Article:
PORTLAND – The School Committee stands to have $109,000 less to spend on outside consultants in the coming school year, based on a final budget-cutting vote that the committee took Monday night.

The unanimous vote reduced the proposed school budget to $89.9 million and reduced the amount of property taxes to be raised to $67.4 million.

That’s a 1 percent increase over this fiscal year’s $66.7 million property tax levy for Portland’s public schools.

“We wanted to keep the impact as far as possible from students,” said Peter Eglinton, the committee chairman, after the vote.

Last week, the City Council’s Finance Committee asked municipal and school officials to cut at least $475,000 from their combined $286 million budget for the fiscal year starting July 1.

Jill Duson and other councilors said they wanted an overall budget proposal that requires a tax increase of less than 1 percent.

While school officials said they have done their fair share to reach that goal, some residents at Monday’s meeting at City Hall disagreed.

“You haven’t gone far enough,” Steven Scharf told the committee.

“You really should be at a zero-percent increase.”

Mark Usinger, another resident, said he’s disappointed that the school district plans to add positions when “everywhere I look, people are cutting.”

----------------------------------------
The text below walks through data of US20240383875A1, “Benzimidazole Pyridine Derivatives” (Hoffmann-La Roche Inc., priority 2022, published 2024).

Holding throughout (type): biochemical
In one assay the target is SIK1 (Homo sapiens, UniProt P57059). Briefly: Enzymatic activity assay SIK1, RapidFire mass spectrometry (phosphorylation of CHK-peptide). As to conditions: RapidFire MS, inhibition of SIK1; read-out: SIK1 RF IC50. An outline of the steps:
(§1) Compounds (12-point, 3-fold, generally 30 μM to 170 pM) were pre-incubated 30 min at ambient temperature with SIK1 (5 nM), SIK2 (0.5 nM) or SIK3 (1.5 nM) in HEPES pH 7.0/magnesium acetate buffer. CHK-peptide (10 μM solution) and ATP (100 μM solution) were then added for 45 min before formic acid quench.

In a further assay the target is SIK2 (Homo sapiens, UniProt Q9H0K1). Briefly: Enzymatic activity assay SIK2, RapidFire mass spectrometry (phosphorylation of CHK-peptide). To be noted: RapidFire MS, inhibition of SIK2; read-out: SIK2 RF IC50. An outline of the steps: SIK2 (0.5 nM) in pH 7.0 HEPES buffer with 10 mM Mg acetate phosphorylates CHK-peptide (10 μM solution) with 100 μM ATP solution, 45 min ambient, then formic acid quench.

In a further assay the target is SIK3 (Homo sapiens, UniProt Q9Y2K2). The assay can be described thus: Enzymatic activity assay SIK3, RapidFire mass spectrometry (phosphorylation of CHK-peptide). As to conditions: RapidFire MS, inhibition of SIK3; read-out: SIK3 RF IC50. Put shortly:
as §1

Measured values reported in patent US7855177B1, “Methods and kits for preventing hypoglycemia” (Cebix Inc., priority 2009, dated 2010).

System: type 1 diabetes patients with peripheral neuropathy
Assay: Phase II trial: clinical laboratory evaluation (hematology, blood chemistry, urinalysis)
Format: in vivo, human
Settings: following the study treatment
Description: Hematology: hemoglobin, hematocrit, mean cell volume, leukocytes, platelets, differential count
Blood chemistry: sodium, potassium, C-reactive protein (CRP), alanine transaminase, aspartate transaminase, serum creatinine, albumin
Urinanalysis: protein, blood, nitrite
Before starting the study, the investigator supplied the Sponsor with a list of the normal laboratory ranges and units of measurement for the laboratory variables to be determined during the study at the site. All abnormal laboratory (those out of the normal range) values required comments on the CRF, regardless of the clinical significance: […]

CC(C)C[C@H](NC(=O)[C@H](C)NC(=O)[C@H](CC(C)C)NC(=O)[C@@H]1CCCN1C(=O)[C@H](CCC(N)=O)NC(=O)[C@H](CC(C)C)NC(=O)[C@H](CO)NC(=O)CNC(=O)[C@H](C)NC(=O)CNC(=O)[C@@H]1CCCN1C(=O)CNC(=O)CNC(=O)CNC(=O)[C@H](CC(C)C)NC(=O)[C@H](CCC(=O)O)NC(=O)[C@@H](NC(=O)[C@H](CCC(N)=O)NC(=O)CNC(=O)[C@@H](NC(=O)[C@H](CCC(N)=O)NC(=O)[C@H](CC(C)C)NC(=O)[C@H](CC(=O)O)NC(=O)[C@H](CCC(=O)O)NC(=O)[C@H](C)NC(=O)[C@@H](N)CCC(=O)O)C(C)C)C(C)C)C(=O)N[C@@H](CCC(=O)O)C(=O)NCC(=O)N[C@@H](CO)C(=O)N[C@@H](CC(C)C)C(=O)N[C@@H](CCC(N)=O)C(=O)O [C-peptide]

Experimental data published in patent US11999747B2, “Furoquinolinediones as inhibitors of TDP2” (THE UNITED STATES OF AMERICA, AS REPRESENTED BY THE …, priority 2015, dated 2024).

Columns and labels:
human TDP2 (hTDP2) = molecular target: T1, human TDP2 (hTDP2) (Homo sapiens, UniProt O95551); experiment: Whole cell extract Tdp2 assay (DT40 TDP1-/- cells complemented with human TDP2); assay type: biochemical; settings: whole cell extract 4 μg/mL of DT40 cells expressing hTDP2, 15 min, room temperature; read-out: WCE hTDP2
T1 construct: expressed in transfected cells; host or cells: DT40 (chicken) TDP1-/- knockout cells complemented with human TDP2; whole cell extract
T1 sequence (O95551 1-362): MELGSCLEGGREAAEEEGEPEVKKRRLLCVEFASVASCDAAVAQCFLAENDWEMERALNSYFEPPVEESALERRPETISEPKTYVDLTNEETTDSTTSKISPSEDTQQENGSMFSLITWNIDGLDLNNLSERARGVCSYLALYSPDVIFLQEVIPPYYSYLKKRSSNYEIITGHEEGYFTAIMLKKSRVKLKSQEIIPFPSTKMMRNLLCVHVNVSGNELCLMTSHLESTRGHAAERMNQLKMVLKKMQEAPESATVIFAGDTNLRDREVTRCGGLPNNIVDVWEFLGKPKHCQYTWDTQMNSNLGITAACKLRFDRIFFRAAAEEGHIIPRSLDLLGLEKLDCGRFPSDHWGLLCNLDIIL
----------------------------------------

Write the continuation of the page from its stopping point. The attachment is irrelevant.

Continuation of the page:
In particular, Usinger criticized Superintendent Jim Morse’s plan to restructure top administration. Morse said the plan will rename positions and redefine duties without adding positions or spending more.

Overall, the proposed school budget would eliminate 60 jobs and create 15.5 new positions.

Reached after the meeting, Mayor Nicholas Mavodones Jr. said he was pleased that school officials were able to reduce their budget further.

“It’s a good-faith effort,” he said. “They weren’t given a firm number. They’ve had a very deliberate budget process this year and I think most councilors appreciate that.”

The 2010-11 school budget proposal is nearly $1.4 million — 1.5 percent — less than the $91.3 million school budget that the council approved last spring for 2009-10.

However, the 2010-11 budget proposal is $1.3 million more than the actual 2009-10 spending plan, which was reduced to $88.6 million following a $2.7 million midyear reduction in state aid.

The $109,000 reduction would leave the School Committee with nearly $44,000 to hire consultants in the coming year, said Kate Snyder, the school finance subcommittee’s chairwoman.

She said she’s comfortable supporting the $109,000 reduction because the committee still has $128,000 of $153,000 in its budget for consultants for the current school year.

The district will use part of that $128,000 to hire a consultant to review sports, music and other extracurricular programs that were considered for budget cuts this spring.

The school budget is scheduled for a council vote on May 3 and a citywide referendum on May 11.

 

Staff Writer Kelley Bouchard can be contacted at 791-6328 or at: [email protected]